'Common sense prevailed' after review of Sheffield street names
Can I wish all readers a very happy, healthier and upbeat New Year.
I start the year with optimism based on a genuine belief that we, here in Sheffield, are getting our act together. There might be a long way to go, but at least from where I sit, there is a refreshing outward looking and hopeful mood.
But for the green shoots turn into something much more tangible, we will need to pick up on one of the signs of progress from 2021. I'm talking about the willingness of the City Council to listen.
Going back to fundamentals is always helpful. To ask: what is it that we are trying to achieve, and can we mobilise everyone to work out the best and least divisive way of getting there?
I'm reflecting on what happened when a review took place of street names in the city which throw up parts of our more controversial history as a colonial nation and the importance of getting this right, as the local Race Equality Commission prepares to publish its final report.
What's in a name? Well, these days quite a lot. Readers might remember the tremendous furore that took place over the toppling of the statue of Edward Colston in Bristol and the renaming of Colston Hall – a community and entertainment venue in the city.
Statues have attracted attention over the last two years as activists – sometimes referred to as “woke” – have tried to interpret history in a way that requires the removal, or writing out, of names and commemorations. It has even reached Oxford colleges.
I get the importance of symbolism. People need to know that we care, understand our history, good and bad, and that we reflect on what it means for the present. But when it is carried to extremes, there is a ridiculous attempt to rewrite history and place a burden on today's generation which never existed at the time.
Sometimes it's downright funny, sometimes it's tragic and dangerous. Because history is just that: history. We should learn from it, not live in it; we should understand the pain that existed in the past, but also the balance of where people were good and bad: sometimes extraordinarily humane, and on other occasions, disastrously cruel.
When the Race Equality Commission in Sheffield initiated work on symbols within the city that might fall foul of what has happened elsewhere in Britain, I held my breath. As it happens, on this occasion, common sense prevailed. The City Council decided to consult with people, rather than to presume what they thought, or what was “good for them".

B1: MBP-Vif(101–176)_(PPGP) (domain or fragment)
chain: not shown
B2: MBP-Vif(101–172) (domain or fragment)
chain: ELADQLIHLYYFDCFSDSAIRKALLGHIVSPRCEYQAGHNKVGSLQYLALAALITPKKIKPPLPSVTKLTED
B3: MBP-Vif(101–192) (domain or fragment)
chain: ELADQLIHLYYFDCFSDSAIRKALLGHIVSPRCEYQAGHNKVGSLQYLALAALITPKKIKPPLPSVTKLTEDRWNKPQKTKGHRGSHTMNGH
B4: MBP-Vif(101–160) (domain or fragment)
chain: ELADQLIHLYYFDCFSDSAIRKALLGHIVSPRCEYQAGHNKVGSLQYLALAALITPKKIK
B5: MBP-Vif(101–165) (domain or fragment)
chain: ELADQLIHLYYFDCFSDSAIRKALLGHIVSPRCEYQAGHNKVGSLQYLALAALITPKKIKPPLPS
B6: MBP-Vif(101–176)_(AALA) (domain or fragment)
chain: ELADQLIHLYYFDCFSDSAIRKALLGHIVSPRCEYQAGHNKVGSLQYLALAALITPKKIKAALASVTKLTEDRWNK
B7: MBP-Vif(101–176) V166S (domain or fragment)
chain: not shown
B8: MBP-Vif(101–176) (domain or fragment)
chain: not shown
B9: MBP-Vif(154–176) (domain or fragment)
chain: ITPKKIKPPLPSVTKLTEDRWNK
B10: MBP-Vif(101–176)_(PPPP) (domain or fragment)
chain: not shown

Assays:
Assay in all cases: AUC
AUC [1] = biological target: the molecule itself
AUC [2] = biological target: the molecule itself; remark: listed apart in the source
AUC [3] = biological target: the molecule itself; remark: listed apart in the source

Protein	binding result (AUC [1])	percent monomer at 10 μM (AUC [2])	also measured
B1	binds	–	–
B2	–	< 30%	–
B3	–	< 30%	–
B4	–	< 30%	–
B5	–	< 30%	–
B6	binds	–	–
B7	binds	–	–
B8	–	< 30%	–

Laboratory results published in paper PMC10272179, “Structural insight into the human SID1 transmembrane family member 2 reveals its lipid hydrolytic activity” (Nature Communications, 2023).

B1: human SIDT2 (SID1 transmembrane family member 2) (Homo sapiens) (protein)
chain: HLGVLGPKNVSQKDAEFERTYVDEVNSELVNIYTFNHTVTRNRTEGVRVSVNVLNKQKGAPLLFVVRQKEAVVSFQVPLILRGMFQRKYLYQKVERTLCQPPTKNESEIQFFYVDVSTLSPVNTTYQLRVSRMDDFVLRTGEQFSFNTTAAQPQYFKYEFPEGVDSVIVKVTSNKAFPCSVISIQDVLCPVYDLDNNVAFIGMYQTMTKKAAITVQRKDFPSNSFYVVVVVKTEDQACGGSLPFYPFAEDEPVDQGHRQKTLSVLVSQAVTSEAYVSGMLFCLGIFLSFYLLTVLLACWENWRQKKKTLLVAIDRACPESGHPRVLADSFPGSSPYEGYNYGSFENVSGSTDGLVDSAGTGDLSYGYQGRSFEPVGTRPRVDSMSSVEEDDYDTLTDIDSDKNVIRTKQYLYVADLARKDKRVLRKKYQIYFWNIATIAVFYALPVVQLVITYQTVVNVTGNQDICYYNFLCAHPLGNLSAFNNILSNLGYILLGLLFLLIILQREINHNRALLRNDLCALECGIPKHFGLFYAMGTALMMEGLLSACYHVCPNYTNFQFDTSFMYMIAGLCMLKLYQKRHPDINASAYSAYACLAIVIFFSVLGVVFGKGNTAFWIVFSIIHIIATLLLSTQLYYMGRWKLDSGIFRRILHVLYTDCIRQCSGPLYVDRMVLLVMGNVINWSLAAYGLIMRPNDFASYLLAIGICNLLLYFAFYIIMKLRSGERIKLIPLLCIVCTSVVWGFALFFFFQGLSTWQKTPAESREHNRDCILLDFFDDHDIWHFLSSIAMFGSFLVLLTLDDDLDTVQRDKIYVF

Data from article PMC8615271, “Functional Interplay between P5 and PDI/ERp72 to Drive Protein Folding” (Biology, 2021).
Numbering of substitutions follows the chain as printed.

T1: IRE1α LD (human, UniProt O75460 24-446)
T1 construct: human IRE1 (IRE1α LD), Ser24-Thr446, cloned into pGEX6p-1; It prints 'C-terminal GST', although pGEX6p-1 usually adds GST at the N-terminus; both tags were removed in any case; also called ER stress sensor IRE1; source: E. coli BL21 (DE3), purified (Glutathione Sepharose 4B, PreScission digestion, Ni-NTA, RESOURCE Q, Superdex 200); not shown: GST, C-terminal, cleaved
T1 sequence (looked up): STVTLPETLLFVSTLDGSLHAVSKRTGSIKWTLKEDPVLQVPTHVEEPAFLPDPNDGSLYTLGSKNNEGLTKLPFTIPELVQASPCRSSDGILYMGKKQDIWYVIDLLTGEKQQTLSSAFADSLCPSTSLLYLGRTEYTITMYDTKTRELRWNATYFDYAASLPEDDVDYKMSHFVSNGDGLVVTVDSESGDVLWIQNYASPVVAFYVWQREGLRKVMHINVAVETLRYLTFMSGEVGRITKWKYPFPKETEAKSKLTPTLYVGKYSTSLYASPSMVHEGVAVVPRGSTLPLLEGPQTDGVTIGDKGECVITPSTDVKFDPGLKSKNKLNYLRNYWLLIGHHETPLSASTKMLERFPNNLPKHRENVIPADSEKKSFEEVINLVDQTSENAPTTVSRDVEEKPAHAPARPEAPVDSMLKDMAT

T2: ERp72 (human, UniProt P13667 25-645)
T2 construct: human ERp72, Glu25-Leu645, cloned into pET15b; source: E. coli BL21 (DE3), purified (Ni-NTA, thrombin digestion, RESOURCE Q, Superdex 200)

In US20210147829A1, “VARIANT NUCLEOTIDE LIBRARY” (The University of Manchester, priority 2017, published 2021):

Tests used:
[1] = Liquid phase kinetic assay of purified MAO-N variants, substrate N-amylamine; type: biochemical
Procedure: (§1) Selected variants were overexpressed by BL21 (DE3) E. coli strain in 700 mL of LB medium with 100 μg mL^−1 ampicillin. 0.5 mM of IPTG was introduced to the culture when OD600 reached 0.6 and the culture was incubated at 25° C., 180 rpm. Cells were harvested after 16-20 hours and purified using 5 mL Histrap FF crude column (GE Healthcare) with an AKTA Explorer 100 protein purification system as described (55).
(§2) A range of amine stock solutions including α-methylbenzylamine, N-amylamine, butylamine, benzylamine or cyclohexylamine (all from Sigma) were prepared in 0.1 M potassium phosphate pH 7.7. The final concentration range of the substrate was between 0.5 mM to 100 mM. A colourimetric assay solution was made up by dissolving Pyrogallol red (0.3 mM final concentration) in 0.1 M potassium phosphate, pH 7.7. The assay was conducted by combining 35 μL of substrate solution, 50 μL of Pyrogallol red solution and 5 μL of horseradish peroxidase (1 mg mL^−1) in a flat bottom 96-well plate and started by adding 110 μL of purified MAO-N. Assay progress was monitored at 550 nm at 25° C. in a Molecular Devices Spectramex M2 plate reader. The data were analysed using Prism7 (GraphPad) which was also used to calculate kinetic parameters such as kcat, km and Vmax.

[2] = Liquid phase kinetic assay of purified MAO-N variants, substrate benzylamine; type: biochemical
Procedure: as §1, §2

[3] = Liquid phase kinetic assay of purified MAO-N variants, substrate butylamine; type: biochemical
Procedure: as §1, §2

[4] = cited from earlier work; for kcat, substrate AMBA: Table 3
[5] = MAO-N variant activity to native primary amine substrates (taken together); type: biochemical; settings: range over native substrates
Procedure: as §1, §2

They asked, amongst other things, about statues and symbols, but also about street names. And here it gets tricky. Streets and roads are named for all kinds of historic reasons which have often been long-forgotten such as Dundas and Havelock.
Canning Street in the city centre is named after a previous Prime Minister in the early 19th-century. His father had been involved with the slave trade, and in his early days he defended the slave traders’ rights to compensation. Later he described slavery in unequivocally condemnatory terms in supporting the final abolition in 1834.
Sometimes names are significant in terms of what people are trying to put across. Where I was brought up, we had a whole range of street names which reflected someone's love of poetry. Chaucer, Wordsworth, Browning, Dryden, Keats, and Southey were all famous poets. Not all of them were saints but all with some form of genius in creativity and expression.
There is also a tradition in Sheffield, and elsewhere in the country, of naming schools and even roads after local dignitaries. I'm not yet counted as one of those!
Once I was asked, I think partly tongue in cheek, if I’d like a new facility to be named after me. Unfortunately, this was a new "public convenience" in the city centre. A very posh one, it must be said. Not, however, something I wish to be remembered by. I used to joke that it brought a “flush to my face" just thinking about it.
In response to the consultation, Sheffield residents were quite happy for their roads to continue being named after someone of distinction from 200 years ago. They understood common-sense. That whatever someone had done, or their father had done, was literally ancient history. In any case, people change their minds. I certainly have.
I've often been persuaded, over the last half-century, to understand and sometimes embrace things that years ago I was opposed to. I could be won over by conversation and persuasion, but never by bludgeoning.
What is the lesson from our road name review? Go out and consult, listen to people and then above all, take notice of what they're telling you.
For all of us, the here and now is fundamental. That is why, in doing our best locally, as I spelled out in my last column, to make progress in tackling climate change, we need to be prepared to work together. Proposals for red routes up Ecclesall Road and Ecclesall Road South, and the Abbeydale corridor, have evoked a massive reaction. Taking people along with the objective, listening to ways of achieving the same outcome but with less potential damage and disruption, requires not just the wisdom of Solomon, but once again, the willingness to listen.